Your retail prices start from N7, 000. Why should we buy clothes from you, as opposed to buying our own fabric and taking it to the neighbourhood tailor/seamstress?

Buying from Akpos Okudu is definitely stress-free. You get your money’s worth in terms of great fabric, great fit and great finish and I believe that N 7,000 is relatively affordable.

Your grandmother was a dressmaker; your aunt a designer. Obviously, you were exposed to the intricacies of fashion quite early.

Yes, my Grandma and Aunty both worked in fashion and I spent some holidays as a child at my Grandma’s and watched her sew so I guess that rubbed off on me. As I grew older, the interest certainly grew and I made the decision to learn more. The rest, as they say, is history.

What informed your decision to make it a career? How did your friends and family react?

It wasn’t a laid out plan. I started out making clothes for my friends, then friends’ friends, and it slowly transitioned into a business. My parents were very supportive of my decision. They were cool with it as long as I graduated. Having their approval was surely a blessing and my friends supported me by buying my clothes.

You have mentioned that among other things, you take inspiration from flamenco dancers. How do you think this has influenced your choice of colours and fabrics?

I really have a thing for colour, as I think it looks beautiful on women and can really lift your spirit so I gravitate towards colourful objects. It’s definitely something I inject into my collections, season after season.

Your signature colours are bright and bold but you have also worked with pastel colours, for example, the Lola dress from your 2011 collection. In your own opinion, what types of hues are most suited to the African woman?

I really love how bright hues look on dark skinned women. Colours like orange, turquoise and fuchsia can really make you glow but I know for sure [that] colour is a mood thing, so the colour a woman wears really tells you how she’s feeling.

You use a wide variety of fabrics and prints – from African prints to satin. Where do you get your fabrics from?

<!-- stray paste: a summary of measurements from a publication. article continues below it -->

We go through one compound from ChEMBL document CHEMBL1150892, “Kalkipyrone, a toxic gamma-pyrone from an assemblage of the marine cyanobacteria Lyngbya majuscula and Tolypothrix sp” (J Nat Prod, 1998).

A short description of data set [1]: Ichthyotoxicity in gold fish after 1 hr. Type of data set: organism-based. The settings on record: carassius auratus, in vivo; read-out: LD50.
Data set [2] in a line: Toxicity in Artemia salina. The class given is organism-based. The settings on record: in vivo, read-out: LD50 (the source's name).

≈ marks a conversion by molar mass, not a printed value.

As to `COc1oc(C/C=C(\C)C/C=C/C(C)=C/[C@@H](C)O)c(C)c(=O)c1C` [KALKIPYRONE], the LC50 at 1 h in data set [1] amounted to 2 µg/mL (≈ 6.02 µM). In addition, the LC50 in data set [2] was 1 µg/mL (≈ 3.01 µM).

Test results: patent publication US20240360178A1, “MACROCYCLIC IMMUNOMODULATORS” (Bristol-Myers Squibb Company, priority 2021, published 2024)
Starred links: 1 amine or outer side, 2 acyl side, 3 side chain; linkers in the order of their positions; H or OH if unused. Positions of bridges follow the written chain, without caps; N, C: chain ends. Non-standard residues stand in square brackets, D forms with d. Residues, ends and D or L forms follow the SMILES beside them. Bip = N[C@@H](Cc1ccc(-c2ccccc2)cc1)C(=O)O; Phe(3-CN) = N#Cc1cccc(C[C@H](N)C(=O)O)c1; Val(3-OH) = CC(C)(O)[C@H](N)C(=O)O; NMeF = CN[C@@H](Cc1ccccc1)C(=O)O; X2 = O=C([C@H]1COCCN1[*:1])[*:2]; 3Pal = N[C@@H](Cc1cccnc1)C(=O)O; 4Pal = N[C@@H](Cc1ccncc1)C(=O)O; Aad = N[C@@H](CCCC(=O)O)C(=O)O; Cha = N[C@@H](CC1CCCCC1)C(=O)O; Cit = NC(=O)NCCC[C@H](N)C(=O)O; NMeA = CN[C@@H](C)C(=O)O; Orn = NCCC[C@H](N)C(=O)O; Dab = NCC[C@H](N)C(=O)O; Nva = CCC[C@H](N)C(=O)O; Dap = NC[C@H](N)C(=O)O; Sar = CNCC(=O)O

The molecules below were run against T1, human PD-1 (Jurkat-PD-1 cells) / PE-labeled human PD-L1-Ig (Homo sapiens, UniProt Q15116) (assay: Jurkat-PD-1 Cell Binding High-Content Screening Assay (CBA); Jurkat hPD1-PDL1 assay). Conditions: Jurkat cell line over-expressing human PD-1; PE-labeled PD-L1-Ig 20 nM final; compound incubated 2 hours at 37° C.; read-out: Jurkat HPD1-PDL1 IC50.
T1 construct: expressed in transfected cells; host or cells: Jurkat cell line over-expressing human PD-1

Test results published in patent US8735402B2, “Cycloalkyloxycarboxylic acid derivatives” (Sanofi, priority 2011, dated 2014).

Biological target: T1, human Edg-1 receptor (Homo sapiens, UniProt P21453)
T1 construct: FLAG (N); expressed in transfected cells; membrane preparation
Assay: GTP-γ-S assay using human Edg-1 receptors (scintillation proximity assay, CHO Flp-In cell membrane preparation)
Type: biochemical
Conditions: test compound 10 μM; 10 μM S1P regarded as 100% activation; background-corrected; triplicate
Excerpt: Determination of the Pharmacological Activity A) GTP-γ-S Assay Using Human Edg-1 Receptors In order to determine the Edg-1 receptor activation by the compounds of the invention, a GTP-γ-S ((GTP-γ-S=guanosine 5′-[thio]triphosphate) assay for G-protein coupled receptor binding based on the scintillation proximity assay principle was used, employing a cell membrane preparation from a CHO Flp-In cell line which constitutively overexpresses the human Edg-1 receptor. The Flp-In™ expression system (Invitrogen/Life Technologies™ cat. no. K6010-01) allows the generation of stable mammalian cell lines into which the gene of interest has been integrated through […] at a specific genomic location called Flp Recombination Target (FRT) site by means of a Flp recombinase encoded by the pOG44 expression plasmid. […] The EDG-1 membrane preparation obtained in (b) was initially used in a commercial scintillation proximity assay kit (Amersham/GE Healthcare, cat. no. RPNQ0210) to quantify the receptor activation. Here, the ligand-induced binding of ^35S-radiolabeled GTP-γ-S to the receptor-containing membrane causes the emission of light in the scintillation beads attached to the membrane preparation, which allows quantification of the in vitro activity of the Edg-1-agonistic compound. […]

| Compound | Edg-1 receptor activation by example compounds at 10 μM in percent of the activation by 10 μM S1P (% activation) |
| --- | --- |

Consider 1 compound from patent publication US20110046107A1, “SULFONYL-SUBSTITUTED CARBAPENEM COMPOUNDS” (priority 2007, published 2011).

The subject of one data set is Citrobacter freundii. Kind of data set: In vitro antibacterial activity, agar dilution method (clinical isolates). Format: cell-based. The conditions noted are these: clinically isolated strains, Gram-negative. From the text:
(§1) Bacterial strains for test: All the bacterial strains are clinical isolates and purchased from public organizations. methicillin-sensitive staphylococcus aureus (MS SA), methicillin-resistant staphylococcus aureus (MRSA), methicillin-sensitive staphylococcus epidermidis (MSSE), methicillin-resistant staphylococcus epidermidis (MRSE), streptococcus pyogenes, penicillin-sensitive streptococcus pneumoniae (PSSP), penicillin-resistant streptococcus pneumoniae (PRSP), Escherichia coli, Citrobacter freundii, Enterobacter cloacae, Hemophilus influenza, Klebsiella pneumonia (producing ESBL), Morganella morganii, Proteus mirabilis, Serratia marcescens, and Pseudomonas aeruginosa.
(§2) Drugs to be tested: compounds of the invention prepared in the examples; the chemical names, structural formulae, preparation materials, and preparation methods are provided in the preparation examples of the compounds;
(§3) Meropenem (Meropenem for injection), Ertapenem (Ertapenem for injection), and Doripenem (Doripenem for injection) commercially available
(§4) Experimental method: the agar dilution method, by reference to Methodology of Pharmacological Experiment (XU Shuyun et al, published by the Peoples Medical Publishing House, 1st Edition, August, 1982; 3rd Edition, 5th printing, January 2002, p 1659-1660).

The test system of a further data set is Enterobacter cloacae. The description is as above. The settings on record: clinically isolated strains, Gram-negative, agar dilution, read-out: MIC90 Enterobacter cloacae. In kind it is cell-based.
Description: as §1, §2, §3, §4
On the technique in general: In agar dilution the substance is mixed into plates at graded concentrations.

Sadly, I can’t tell. That’s a trade secret. [Laughs]

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Your clothes all have interesting names – Tarela, Eniye, Nicole. Why do you name your clothes? Why not give them numbers?

[Laughs] I think it’s more fun when each piece has a name.

How do you come up with the names? Are they in honour of friends or does the style scream ‘such and such is my name’?

It’s really random how I pick the names.  I name them after women I admire or my friends or just of whom the piece reminds me.

Your fashion shoots are always tastefully done and in very beautiful locations. How do you choose your models and locations? Is there a particular photographer you use?

Awww, thank you. I’m very particular about the mood I want to evoke with each lookbook so I put a lot of thought, time and effort into my shoots. Even with the models I’m very particular about whom I want. For the photographer it has to be someone who gets my vision.

One of your admirable traits is your out-of-the-box thinking. This is evident in not only your fashion style, but also the way you do business. You have chosen to sell your clothes not in a store but online. What informed this decision?

I started selling online because I didn’t have a store and because I have a lot of clients abroad who can’t buy from a store in Nigeria so it is convenient for me and my clients. Akpos Okudu is now stocked at L’Espace* though.